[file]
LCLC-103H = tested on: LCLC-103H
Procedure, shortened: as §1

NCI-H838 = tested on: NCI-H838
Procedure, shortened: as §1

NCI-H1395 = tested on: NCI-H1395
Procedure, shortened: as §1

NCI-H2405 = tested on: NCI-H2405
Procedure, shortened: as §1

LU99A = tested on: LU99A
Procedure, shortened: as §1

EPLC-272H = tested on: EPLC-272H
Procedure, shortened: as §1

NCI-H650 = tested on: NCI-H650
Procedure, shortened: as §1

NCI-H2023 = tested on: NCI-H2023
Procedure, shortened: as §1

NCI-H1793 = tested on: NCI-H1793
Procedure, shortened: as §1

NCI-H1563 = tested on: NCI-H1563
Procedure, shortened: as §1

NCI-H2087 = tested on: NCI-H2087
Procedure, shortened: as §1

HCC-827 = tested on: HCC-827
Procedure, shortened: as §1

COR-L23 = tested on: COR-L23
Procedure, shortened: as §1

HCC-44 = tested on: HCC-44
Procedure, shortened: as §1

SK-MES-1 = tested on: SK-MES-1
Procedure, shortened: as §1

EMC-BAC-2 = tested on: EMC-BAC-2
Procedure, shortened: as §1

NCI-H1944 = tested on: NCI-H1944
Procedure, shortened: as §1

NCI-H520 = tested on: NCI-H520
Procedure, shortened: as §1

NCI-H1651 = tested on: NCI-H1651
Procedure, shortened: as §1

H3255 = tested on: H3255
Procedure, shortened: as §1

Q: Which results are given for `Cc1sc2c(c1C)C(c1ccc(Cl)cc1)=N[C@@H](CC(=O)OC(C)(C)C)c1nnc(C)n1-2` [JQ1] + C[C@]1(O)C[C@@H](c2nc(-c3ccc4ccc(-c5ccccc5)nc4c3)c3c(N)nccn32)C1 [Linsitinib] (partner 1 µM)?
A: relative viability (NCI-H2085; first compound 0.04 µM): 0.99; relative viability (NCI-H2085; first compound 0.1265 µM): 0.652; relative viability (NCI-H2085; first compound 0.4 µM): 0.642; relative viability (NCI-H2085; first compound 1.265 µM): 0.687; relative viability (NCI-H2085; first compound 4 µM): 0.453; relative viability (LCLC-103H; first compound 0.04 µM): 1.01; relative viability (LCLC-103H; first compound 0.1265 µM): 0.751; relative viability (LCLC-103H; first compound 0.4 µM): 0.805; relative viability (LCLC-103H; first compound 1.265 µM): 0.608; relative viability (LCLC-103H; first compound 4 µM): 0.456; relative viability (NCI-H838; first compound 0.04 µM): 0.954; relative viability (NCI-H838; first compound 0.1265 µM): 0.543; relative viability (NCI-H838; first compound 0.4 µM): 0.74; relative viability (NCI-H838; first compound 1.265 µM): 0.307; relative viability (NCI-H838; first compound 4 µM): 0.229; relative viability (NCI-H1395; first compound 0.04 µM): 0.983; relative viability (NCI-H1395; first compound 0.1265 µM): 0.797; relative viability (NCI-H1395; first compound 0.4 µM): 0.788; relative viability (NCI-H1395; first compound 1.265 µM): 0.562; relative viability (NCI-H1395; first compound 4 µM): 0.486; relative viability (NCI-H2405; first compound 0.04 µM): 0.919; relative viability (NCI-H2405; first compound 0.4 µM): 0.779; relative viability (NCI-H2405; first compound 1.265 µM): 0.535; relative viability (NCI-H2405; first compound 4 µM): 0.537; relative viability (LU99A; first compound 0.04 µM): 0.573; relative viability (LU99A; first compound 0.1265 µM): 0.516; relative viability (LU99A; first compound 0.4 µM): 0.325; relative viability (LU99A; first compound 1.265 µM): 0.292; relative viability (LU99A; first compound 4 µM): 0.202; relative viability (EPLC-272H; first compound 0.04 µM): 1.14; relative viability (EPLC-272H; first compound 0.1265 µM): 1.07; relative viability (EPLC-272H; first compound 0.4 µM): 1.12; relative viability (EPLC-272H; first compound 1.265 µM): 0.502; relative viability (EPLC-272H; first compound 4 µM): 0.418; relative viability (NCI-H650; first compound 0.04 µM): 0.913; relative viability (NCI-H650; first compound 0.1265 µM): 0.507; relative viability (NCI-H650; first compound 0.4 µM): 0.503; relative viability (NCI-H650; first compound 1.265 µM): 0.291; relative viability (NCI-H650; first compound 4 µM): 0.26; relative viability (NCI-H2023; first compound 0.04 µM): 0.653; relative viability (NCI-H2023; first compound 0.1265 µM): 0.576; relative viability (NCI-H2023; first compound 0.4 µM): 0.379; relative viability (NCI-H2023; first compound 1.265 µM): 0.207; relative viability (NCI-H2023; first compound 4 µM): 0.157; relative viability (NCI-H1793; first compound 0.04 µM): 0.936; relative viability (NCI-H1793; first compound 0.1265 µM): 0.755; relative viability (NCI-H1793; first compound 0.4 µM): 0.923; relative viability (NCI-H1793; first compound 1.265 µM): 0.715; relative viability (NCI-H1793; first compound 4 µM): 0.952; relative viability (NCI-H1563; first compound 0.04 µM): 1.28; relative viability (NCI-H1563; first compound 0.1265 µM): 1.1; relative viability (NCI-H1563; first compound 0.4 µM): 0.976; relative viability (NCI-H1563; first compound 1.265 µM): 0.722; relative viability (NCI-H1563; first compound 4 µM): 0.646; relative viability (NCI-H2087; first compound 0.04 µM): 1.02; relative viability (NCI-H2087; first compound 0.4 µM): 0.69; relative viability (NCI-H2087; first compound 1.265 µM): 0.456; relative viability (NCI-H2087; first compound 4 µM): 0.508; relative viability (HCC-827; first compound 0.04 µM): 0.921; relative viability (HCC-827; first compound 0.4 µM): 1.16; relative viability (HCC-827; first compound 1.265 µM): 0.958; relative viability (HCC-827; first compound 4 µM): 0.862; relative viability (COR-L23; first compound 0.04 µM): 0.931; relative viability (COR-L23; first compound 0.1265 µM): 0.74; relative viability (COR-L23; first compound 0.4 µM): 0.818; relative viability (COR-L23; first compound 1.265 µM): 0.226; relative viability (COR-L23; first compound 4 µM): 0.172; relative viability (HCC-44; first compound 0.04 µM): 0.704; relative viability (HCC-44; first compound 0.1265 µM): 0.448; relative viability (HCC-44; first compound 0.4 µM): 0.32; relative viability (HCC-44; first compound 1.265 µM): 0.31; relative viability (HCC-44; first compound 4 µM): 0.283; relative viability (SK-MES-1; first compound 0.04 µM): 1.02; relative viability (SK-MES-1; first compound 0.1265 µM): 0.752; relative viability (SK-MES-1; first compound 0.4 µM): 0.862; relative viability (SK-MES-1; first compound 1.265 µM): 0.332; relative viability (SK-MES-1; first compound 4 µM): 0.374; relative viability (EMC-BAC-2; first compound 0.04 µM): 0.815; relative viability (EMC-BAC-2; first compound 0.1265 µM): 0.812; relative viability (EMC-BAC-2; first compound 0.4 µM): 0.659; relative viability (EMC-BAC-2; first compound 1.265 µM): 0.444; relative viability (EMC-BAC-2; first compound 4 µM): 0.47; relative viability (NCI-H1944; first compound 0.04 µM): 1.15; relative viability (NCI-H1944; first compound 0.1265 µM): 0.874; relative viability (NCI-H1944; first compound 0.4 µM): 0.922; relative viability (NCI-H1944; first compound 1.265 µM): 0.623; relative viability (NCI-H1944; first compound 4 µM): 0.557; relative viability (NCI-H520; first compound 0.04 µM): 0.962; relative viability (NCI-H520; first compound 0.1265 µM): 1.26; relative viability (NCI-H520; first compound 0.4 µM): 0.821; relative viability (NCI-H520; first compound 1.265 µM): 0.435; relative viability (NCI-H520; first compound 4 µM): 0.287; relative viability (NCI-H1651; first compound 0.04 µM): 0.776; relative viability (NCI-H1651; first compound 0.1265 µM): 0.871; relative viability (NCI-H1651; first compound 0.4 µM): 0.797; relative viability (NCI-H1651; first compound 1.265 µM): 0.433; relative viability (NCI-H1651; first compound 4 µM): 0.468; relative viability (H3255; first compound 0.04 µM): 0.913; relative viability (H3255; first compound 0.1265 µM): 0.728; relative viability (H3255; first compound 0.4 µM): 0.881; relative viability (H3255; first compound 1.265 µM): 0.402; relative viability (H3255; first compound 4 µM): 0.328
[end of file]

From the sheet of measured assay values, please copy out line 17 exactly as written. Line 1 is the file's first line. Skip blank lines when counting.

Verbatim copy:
NCI-H1793 = tested on: NCI-H1793